Earlier this month, the Department of Justice filed a lawsuit against the State of Alabama and the Alabama Department of Corrections alleging violations of the Eighth and 14th Amendments, adding that “constitutional compliance cannot be secured by voluntary means,” and therefore legal action would be required.
It is still more than two months until the Alabama Legislature will convene for its 2021 regular session, which will give the body its first opportunity to formally address the suit.
In an interview with Mobile radio’s FM Talk 106.5, State House Majority Leader Nathaniel Ledbetter (R-Rainsville) expressed a degree of frustration with the Justice Department’s decision. He cited efforts already underway but acknowledge Alabama’s prison situation was not where it needed to be.
“I hate that that happened because we have been addressing it,” he said on “The Jeff Poor Show.” “I know that COVID had slowed down some of the process on the bills that we had. You know, the Governor is certainly trying to address it. We’ve put over $40 million to try and hire folks, to put in prison guards to put in prisons. We have been addressing it. Has it gotten to where it needs to be? Absolutely not. Were we going to get it to that way overnight? No, we weren’t. It didn’t get in this shape overnight. It’s a little bit — I don’t know, it’s a little bit aggravating — I’m going to be honest with you because we’ve been working on it. And the Governor’s been working on it. And if they just follow what we’ve been doing legislatively, what we’ve been putting in the budget to take care of some of this problem, they would know that. And I know there are some issues that have come up lately. I get that, and I’m sure that’s where some of that comes from. But like I said — it didn’t get this way overnight, and we’re not going to fix it overnight. But we are trying to make it better.”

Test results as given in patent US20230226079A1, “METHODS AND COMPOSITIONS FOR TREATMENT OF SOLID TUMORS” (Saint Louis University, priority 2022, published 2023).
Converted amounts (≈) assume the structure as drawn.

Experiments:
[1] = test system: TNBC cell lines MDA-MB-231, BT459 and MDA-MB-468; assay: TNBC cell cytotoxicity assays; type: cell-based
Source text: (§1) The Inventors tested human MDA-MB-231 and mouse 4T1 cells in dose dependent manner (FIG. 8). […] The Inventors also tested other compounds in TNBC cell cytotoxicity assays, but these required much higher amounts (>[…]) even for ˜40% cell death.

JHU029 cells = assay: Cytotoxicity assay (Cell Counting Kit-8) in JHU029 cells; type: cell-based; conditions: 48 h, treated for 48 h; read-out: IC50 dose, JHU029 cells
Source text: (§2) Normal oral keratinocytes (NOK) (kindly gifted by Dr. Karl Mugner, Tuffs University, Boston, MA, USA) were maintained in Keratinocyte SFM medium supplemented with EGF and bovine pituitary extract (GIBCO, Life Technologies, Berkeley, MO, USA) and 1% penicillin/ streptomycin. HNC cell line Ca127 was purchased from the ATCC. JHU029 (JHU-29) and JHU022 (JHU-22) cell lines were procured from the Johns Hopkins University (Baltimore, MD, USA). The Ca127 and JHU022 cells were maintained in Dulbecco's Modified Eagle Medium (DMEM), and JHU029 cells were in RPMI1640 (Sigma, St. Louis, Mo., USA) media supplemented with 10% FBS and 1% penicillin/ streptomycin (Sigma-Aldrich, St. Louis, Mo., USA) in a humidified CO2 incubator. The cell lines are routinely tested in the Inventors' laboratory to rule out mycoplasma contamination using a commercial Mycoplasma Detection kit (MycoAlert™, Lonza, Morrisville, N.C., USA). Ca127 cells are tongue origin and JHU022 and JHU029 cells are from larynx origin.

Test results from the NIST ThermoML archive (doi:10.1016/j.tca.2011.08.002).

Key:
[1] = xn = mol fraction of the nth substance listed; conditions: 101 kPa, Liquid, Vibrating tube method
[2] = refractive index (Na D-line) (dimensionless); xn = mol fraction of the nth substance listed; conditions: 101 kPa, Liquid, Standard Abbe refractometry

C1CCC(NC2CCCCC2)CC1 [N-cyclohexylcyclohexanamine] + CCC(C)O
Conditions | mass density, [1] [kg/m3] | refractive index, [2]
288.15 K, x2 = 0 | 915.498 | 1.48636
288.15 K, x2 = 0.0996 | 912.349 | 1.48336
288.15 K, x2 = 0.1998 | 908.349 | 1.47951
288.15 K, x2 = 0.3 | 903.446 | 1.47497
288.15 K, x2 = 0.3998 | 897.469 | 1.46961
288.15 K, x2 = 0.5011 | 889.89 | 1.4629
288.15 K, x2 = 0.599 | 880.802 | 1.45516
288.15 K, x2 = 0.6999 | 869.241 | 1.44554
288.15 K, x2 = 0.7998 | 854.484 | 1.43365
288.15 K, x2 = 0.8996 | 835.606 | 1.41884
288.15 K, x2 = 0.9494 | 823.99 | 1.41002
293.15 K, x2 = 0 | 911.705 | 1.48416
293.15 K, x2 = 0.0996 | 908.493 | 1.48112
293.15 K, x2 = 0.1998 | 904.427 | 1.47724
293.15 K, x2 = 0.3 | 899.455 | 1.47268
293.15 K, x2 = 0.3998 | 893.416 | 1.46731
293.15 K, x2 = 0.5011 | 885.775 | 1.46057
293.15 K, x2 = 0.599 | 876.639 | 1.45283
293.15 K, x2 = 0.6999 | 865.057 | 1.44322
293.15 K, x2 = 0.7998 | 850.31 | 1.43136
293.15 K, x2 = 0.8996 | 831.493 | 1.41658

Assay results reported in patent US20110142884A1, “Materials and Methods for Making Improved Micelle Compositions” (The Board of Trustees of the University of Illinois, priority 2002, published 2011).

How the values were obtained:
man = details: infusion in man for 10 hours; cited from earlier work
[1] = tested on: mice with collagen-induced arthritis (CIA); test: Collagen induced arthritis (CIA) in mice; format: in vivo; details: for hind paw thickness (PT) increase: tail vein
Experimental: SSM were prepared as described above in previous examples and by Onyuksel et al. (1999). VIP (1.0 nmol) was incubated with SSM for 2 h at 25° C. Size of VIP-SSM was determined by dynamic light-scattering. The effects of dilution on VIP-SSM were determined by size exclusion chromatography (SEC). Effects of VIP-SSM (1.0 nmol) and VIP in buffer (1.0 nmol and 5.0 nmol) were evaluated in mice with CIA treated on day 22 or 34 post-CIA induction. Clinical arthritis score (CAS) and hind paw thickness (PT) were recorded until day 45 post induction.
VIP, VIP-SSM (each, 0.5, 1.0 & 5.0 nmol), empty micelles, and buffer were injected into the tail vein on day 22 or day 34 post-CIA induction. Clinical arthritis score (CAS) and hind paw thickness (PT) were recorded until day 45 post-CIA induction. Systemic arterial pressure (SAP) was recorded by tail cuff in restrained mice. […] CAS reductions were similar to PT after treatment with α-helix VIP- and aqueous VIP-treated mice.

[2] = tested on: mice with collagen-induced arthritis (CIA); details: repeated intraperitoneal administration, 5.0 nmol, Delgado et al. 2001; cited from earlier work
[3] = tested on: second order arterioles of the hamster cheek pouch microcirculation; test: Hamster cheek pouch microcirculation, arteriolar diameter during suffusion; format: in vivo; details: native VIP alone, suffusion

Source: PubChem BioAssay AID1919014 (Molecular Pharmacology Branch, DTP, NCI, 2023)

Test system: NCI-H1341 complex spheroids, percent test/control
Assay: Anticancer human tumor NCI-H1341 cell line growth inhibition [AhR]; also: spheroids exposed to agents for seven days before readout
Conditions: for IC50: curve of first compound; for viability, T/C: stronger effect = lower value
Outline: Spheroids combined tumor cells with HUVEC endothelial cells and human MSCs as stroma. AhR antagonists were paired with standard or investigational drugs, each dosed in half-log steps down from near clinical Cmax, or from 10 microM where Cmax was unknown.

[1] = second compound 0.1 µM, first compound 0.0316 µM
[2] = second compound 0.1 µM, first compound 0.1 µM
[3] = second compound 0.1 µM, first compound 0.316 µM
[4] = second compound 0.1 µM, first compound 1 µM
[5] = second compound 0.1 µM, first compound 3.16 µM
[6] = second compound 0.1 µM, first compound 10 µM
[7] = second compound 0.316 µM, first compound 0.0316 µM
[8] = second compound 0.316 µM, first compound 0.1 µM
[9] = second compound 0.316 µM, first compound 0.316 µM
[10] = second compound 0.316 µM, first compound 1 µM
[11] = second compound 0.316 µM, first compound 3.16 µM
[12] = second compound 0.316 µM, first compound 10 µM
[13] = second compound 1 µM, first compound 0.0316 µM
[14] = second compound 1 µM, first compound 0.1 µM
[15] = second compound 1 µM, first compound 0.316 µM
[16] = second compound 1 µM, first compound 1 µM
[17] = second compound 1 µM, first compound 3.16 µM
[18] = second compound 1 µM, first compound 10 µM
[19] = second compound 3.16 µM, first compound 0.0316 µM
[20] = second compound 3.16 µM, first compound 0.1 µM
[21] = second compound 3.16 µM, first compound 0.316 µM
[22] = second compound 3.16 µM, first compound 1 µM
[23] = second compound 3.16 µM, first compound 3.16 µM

Ledbetter said he anticipated more legislation to be considered that will deal with the issue this year.
“[W]e’ve got legislation that’s going to be coming up in this session,” Ledbetter added. “Some of it would have been passed last session if it hadn’t been cut short due to COVID. I know Representative Jim Hill has been working on it. As you know, Jim is a judge and retired from there, and is chairman of Judiciary. And they’ve been working on legislation, and I think it is going to be beneficial. As you know, I’ve worked on the mental health portion and trying to help with some of the issues, too, and as far as that goes across the state. And I think we’ve got a lot of things going in the right direction. And hopefully, they can see that. Once everything has been put on the table, we can move forward and take care of the issue.”
@Jeff_Poor is a graduate of Auburn University and the University of South Alabama, the editor of Breitbart TV, a columnist for Mobile’s Lagniappe Weekly, and host of Mobile’s “The Jeff Poor Show” from 9 a.m.-12 p.m. on FM Talk 106.5.